Gaining Access to Senior Management

Usually, when you are stuck at the middle-management level, it’s because that’s where you entered the organization. Unfortunately, it’s much harder to move up than to be referred downwards to a middle manager by a senior executive. Some companies grant significant budgetary authority to middle managers, however, and this may have been your natural route into the organization.

Many ingredients must come into play for you to successfully connect with executive decision makers. I’m going to focus here on some small but meaningful actions you can take during three different stages in the lifecycle of a project, program, or transaction:

1.    During the sale. Have you:

  • Asked to meet the senior executive in whose bailiwick the work falls?
  • Insisted on meeting the economic buyer—the executive who must sign off on the decision to hire you?
  • Invested to understand the client’s agenda, and connected your proposal to the priorities on it?
  • Created a proposal that addresses the client’s specific need, but which also aligns with the strategic context of the problem you’re addressing?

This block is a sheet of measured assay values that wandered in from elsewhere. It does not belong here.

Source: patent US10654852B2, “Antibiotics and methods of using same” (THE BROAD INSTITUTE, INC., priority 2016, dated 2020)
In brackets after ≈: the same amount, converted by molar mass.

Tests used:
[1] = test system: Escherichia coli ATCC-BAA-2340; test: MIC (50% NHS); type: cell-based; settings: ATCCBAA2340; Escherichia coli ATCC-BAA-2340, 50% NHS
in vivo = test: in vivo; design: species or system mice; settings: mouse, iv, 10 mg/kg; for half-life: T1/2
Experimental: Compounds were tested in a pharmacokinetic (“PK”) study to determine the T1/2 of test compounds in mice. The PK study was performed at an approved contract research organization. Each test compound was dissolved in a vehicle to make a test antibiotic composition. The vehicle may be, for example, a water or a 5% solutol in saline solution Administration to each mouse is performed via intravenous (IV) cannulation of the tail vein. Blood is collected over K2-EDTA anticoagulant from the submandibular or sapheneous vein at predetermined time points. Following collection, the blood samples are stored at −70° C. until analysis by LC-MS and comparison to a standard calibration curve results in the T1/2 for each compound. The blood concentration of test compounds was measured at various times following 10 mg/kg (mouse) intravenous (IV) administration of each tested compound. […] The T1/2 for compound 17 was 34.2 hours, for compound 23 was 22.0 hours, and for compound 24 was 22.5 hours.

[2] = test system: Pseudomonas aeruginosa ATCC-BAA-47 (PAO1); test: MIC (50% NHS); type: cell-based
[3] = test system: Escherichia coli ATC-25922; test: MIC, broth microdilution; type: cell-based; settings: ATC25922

• Ensured that the issue you are being asked to engage around is truly important to the client? Commodity work is rarely going to merit the attention of senior management.

2.    At the start of the engagement. Have you:

  • Included interviews with senior management as part of your start-up process?
  • Discussed, with your immediate client, the need to gain the perspectives of key senior executives?
  • During the engagement. Have you:
  • Tried to get on the agenda of other internal meetings or forums where the audience would find your work relevant?
  • As in (2), convinced your immediate client of the need to gain the perspective and buy-in of key senior executives? 
  • Used your time on site with the client to network, walk the halls, and meet other executives?
  • Tried to explicitly connect your work to the organization’s broader agenda, therefore making it a natural step for your immediate client to want to involve more senior executives in your work?

Sometimes, the barrier to connecting with senior management is your immediate client. He may feel threatened that if you will go over his head he’ll lose control of the project and also lose power as your singular client. You need to try to convince him that it is in his interests to connect what you’re doing to senior management, and that it will enhance both the chances for success and his own reputation.

Finally, there may be other, more indirect and non-threatening ways of meeting senior management. Your firm, for example, could put on an event to which you would invite your work-with client, and your CEO would invite the client’s CEO.


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